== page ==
Likewise, another taxi driver told Hindustan Times: “Last week a traffic policeman in Gurgaon started harassing me when I took a wrong turn. He asked to see my license. But it didn’t stop with that. He even told the passenger that she should warn drivers about bad driving practices. “In addition, Indian police are seen to have apathy towards the poor and carry their prejudices and prejudices of caste and community in their work.

Clearly, female taxi drivers, especially in a country like India, face multiple forms of discrimination, from gender to economic to social. Indian feminist researcher Nivedita Menon argues that feminism is heterogeneous and internally differentiated across contexts. In other words, our political practice constructs categories of identity, where rather than a Muslim woman being both a Muslim and a woman, she can sometimes be only a Muslim, and at others, only a woman. In an interview with Tarshi Magazine, Menon says: “There are ‘people’ who can respond to different kinds of political challenges as ‘Dalits’ or ‘Muslims’, or as ‘women’. The success of feminism lies precisely in its ability to motivate “people” to assert themselves as feminists in different types of contexts. “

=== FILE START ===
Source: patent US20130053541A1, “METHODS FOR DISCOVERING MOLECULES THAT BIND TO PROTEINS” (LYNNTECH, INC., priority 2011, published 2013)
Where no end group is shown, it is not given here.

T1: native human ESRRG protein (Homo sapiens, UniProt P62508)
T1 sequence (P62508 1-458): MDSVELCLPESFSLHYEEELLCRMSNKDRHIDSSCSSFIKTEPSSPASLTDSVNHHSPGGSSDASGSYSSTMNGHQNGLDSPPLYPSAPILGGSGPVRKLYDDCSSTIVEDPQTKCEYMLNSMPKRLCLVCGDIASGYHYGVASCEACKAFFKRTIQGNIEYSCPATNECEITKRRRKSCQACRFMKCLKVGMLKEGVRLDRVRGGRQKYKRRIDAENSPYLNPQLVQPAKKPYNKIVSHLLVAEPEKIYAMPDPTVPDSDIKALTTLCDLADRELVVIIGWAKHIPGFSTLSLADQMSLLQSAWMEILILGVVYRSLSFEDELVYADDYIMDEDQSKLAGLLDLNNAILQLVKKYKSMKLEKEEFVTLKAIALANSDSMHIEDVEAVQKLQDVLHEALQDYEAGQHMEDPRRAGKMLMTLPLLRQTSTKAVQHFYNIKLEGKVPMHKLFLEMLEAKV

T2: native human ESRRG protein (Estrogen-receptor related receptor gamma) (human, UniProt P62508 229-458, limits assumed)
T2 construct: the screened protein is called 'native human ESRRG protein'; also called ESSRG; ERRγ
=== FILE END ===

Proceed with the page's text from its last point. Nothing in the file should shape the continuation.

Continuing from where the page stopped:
Therefore, the first step in making India’s roads “inclusive” is to minimize the various forms of exclusion mentioned above and increase the number of female taxi drivers on the road. Otherwise, we will always be subjected to a “bad driver” on the road.